"Broken Windows Theory" was introduced in the "Atlantic"" 1982 social science article, by James Q. Since the "Broken Window Theory"" was presented it has been an issue of great debate. The main idea of the theory was policing and maintaining order. Signs of disorderly and petty criminal behavior trigger other disorderly and petty criminal problems to spread. This may cause neighborhoods to dwindle and the quality of life of its residents to decline. When people observe others violate a certain social norm or legitimate rule, they are more likely to violate other norms or rules. To prevent this from occurring, the article also mentions that, police officers were sent to walk around crime centered communities, to monitor and maintain town environments (Wilson & Kelling, 1982). The policing and neighborhood safety program was believed to be an effective way of deterring town disorder, bad social behaviors, and vandalism. The theory's introduction to Times Square in New York City has shown positive production of a better and safer place for those who live and visit the area today. .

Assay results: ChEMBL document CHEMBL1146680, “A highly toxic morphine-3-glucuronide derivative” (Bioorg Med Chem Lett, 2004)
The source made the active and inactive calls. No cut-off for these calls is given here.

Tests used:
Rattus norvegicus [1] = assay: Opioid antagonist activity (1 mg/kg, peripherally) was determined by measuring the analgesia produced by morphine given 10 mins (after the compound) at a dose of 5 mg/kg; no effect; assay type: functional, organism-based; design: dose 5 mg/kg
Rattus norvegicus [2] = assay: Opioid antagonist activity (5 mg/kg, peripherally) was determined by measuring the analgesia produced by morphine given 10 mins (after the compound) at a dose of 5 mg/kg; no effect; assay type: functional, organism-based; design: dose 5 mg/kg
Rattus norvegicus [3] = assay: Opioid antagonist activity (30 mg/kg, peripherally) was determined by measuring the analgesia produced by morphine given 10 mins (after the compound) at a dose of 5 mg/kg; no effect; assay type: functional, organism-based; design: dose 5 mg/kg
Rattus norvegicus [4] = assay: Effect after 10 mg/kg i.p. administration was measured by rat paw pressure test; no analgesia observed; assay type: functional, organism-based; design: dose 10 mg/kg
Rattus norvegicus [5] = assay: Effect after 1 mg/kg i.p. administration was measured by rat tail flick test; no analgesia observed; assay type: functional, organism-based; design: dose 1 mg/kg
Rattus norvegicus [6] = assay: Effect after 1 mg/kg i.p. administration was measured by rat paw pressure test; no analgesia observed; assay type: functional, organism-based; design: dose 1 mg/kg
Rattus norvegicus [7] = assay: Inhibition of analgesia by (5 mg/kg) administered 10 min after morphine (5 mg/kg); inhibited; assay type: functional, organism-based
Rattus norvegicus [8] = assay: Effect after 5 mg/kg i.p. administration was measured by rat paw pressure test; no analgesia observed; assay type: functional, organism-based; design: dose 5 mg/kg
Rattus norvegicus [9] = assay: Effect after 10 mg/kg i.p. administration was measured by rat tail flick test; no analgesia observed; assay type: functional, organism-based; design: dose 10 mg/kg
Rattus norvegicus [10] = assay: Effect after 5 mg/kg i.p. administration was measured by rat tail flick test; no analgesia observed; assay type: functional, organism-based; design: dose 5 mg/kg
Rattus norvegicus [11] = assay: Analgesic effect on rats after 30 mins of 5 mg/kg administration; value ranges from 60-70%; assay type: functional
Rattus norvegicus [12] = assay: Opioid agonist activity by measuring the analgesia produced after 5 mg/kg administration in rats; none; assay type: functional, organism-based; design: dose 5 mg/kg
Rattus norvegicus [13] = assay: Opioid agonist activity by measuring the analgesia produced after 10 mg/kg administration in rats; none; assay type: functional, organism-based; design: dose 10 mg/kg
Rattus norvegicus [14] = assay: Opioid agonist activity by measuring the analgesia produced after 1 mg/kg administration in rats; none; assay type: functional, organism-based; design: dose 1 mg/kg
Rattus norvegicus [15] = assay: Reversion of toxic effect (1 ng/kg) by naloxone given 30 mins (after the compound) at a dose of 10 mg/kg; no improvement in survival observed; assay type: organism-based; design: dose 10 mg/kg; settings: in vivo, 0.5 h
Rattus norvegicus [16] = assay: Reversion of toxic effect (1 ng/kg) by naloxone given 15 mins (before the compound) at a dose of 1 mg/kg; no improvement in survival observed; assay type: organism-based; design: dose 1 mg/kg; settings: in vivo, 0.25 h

First, one needs to understand the aspect of the broken window theory and its effects on any community. Even though violent crimes did not decline, the connection between both the community and the police had become a positive one. The 1982 article "Broken Windows Theory, the police and neighborhood safety ", by James Q Wilson quoted the published evaluation from the police foundation in Washington D.C. He mentions, "Foot patrol had not reduced crime rates. But residents of the foot patrolled neighborhoods seemed to feel more secure than persons in other areas Moreover, citizens in the foot-patrol areas had a more favorable opinion of the police than did those living elsewhere "(Wilson & Kelling, 1982, p.1). Officers had also changed the way they viewed the public in their assigned community, officers had what James Wilson said a "favorable attitude" toward the people.